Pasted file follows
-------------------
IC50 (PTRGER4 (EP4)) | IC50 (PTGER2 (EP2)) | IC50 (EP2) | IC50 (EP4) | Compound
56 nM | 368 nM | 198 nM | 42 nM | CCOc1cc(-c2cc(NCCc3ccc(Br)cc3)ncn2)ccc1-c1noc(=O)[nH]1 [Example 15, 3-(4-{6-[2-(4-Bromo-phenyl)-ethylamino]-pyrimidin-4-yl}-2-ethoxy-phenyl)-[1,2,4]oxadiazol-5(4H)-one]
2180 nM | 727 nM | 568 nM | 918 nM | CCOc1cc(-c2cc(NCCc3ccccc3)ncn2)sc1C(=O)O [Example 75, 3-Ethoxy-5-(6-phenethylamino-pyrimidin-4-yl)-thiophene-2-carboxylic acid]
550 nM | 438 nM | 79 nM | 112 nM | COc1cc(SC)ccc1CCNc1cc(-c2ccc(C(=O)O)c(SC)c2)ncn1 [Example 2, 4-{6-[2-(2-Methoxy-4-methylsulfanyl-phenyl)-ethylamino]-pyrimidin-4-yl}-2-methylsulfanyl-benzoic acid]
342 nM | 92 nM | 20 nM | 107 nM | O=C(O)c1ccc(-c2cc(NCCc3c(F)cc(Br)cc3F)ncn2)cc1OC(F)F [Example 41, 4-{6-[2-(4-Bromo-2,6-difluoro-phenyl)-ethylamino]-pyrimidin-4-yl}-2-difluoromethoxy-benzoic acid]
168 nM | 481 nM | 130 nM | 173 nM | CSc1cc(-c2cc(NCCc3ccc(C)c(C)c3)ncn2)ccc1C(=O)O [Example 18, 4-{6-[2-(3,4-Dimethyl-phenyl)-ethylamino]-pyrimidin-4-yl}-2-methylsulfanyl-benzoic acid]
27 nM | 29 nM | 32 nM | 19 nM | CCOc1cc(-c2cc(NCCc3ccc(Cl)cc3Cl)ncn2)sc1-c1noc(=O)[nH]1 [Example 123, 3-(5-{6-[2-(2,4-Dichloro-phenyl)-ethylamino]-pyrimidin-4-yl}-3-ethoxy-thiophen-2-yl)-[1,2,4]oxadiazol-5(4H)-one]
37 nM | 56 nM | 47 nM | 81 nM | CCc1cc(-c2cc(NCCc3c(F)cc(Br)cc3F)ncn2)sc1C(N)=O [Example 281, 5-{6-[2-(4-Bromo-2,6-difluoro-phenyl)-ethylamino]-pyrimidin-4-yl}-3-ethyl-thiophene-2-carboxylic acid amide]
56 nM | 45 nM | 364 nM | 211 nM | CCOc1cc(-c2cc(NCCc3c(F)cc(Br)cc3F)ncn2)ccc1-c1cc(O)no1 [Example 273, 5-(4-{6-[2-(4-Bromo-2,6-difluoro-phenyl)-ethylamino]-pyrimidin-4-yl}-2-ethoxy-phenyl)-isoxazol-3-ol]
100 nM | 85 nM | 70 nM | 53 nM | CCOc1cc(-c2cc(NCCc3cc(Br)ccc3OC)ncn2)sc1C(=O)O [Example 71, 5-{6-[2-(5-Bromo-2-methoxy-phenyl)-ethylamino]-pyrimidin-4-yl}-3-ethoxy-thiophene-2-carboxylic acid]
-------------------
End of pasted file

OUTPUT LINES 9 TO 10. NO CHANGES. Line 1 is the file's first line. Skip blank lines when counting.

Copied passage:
56 nM | 45 nM | 364 nM | 211 nM | CCOc1cc(-c2cc(NCCc3c(F)cc(Br)cc3F)ncn2)ccc1-c1cc(O)no1 [Example 273, 5-(4-{6-[2-(4-Bromo-2,6-difluoro-phenyl)-ethylamino]-pyrimidin-4-yl}-2-ethoxy-phenyl)-isoxazol-3-ol]
100 nM | 85 nM | 70 nM | 53 nM | CCOc1cc(-c2cc(NCCc3cc(Br)ccc3OC)ncn2)sc1C(=O)O [Example 71, 5-{6-[2-(5-Bromo-2-methoxy-phenyl)-ethylamino]-pyrimidin-4-yl}-3-ethoxy-thiophene-2-carboxylic acid]